At some point during his headship, Lawrence Abram decided to have a school prospectus written, in the drive to attract more pupils to the school (loaned by Joyce Huett). This example is the only one I've come across and is something of a rarity. This particular example most probably comes from the late '30's.
Inside the grey, front cover is a page which lists the names of the governors. The school's title used on the inside pages is also interesting, the school being called 'Sexey's School and Sexey's Farm School , Blackford.'
Page three shows a list of staff - Lawrence Abram (Headmaster), Miss Thrower (Senior Assistantant Mistress and Art), Mr Evans (English and French), Mr Sims (Science, Book-Keeping and Agricultural Science), Miss Collins(History, Geography, English and Latin), Mr Quarterman (Manual Instruction, Geometry and Physical Exercises), Miss Williams (Domestic Subjects, Hygiene and Physical Exercises), Miss Bruford (Music Mistress), Mr Carter (Violin and Singing) and Miss Paull (Preparatory Mistress).
In the 'General Information' section as well as the usual classrooms being mentioned it also states - 'There is a miniature Rifle Range which is used in conjunction with the School Cadet Corps.' It also mentioned the Farm School where - 'pupils over the age of 14 years wishing to take up an agricultural career can have excellent training under fully qualified teachers.'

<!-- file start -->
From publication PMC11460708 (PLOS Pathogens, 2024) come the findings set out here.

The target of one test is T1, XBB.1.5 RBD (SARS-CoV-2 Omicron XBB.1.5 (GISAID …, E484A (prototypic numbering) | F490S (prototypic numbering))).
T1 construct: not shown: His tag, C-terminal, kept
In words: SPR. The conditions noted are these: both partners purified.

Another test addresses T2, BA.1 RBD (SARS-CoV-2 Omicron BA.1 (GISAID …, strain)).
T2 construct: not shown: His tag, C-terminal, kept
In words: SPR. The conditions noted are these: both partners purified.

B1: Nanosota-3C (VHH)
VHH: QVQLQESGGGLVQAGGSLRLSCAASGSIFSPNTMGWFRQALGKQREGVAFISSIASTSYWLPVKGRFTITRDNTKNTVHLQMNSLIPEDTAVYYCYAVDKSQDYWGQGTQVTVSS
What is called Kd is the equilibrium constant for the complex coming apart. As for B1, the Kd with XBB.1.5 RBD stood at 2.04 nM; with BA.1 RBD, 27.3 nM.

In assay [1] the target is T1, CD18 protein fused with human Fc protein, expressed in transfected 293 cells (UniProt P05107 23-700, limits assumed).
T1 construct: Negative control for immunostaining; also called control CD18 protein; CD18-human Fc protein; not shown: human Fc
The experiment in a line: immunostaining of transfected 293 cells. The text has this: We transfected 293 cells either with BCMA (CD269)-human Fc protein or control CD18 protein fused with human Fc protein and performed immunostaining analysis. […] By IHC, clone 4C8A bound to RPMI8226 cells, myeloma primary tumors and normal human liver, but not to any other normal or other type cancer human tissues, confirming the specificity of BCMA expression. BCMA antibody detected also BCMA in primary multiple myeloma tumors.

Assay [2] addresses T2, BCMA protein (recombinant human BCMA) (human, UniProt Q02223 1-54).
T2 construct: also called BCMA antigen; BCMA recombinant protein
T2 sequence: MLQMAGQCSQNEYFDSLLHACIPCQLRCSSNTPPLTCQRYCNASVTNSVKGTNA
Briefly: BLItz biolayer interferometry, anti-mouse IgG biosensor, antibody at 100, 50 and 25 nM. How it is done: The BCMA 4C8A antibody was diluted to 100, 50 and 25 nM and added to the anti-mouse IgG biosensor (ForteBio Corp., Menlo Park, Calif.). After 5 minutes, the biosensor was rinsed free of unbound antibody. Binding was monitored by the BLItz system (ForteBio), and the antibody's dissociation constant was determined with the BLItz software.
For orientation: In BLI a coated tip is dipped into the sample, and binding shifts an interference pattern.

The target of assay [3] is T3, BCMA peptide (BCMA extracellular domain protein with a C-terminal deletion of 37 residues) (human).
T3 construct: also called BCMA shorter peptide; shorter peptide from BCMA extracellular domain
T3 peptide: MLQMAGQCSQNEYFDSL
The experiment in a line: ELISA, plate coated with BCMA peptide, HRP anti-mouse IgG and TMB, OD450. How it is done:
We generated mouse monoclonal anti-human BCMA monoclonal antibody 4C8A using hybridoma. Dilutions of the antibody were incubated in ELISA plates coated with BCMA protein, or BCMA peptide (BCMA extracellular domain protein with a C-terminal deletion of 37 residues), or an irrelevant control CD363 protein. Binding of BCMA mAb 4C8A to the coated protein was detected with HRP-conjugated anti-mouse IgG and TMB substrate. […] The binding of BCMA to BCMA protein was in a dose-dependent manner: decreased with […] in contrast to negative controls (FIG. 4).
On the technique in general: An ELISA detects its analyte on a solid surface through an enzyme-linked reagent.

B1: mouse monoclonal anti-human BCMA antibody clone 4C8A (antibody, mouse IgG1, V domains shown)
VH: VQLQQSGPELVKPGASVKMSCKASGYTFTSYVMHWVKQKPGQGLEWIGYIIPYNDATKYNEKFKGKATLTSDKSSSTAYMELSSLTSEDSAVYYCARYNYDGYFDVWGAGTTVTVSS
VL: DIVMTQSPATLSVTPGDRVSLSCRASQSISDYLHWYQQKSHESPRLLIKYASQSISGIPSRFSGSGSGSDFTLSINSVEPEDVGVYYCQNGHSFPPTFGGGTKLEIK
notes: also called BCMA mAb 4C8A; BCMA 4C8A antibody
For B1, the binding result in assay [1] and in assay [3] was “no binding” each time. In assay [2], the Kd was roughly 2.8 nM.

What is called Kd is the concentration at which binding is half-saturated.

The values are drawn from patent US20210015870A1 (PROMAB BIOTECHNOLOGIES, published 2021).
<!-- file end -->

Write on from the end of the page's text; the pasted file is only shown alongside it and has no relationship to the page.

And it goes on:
Page six shows a photo of the dining hall next the 'Boarding Arrangements' page. Here it states - 'The district is bracing, and the boarders get more freedom and 'out-of-door' life than would be possible in any town school.'
Over the page is a photo of the Hostel. Next to this it states the tuition fees and Boarding fees. For tuition, all Somerset children had to pay £12 per annum. For boarding it would cost £40 per annum, you could board 'week days only' for £34 pa.
Page ten shows a picture of the girls' sitting room in the hostel. This and some of the other photos mentioned are included here -
On 'this' side of the hedge can be seen rows of vegetables which were probably tended by the 'farm pupils' presumably used to feed the boarders. Hubert Fisher tells me that his father used to till this ground at the time and that his mother and aunty (Amy and Florry Stevens) used to work in the kitchens.
Probably a 'House' cricket match. the building to the left is the Armoury.